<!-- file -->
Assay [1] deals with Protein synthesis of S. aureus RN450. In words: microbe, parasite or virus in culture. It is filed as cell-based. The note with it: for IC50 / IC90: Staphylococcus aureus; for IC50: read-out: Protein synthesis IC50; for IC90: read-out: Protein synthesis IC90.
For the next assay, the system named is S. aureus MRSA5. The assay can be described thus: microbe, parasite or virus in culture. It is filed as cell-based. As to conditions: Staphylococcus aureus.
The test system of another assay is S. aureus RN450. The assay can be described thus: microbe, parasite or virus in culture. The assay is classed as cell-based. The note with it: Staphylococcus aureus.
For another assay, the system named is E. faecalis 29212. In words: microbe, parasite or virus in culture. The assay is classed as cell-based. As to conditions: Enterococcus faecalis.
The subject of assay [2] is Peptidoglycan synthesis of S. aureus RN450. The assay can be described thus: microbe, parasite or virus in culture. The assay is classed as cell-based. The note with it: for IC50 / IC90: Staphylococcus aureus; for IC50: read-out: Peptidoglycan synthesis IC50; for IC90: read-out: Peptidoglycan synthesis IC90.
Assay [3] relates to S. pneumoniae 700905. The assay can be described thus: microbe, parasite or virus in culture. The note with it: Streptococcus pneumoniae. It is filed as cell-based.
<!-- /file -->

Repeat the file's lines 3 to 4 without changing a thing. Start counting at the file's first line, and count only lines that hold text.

The test system of another assay is S. aureus RN450. The assay can be described thus: microbe, parasite or virus in culture. The assay is classed as cell-based. The note with it: Staphylococcus aureus.
For another assay, the system named is E. faecalis 29212. In words: microbe, parasite or virus in culture. The assay is classed as cell-based. As to conditions: Enterococcus faecalis.